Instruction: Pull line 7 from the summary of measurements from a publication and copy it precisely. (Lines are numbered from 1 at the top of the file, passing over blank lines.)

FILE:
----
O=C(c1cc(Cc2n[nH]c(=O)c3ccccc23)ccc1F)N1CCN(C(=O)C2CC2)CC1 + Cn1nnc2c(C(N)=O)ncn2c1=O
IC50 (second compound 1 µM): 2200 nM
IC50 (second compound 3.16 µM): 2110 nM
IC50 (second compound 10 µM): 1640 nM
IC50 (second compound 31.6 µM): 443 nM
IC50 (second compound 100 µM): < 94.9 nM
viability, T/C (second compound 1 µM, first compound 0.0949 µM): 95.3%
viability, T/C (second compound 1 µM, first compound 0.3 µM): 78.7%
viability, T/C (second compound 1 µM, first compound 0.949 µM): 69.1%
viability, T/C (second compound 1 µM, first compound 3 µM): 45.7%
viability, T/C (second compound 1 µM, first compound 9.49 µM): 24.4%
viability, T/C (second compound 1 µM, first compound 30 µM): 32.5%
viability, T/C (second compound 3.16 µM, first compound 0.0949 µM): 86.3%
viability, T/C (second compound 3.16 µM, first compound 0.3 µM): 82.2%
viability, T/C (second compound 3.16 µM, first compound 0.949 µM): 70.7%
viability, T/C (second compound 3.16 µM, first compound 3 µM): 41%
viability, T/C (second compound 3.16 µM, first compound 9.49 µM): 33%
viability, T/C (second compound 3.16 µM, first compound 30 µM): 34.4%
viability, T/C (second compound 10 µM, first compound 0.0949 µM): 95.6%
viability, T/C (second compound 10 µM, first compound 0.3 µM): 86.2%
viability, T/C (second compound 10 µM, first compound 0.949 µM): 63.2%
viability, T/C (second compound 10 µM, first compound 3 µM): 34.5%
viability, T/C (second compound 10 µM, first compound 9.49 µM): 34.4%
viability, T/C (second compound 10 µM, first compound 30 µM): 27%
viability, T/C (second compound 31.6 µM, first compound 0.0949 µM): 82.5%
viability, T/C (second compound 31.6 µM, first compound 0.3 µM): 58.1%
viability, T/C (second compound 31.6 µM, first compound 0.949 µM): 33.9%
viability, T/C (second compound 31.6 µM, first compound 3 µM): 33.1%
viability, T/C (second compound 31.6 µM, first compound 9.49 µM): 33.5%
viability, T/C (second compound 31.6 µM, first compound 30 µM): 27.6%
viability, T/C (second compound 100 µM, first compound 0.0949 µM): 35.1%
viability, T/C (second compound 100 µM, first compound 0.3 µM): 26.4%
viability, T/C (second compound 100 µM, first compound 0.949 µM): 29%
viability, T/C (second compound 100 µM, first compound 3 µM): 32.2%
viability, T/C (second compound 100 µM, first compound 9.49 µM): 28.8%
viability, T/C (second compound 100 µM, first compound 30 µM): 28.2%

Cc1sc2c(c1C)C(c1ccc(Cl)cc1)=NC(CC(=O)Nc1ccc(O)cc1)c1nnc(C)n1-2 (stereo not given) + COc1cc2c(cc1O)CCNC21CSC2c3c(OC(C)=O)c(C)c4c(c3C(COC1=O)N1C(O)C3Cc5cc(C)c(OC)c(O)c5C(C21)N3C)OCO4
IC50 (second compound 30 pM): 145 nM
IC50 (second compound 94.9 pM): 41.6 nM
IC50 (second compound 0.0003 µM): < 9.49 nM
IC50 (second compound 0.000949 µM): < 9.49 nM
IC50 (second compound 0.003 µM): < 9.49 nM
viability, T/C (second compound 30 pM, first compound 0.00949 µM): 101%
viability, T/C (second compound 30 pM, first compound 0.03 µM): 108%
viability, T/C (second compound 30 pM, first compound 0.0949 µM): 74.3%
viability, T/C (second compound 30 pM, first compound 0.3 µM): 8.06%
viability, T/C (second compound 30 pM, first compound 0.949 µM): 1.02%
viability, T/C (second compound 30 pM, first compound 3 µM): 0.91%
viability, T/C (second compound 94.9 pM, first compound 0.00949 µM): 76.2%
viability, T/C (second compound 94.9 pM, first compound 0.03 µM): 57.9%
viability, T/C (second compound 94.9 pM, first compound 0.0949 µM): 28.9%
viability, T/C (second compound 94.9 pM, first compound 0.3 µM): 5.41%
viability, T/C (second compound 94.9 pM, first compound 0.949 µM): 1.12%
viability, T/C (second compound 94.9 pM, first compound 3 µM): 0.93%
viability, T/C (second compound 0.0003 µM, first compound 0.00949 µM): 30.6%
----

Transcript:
viability, T/C (second compound 1 µM, first compound 0.0949 µM): 95.3%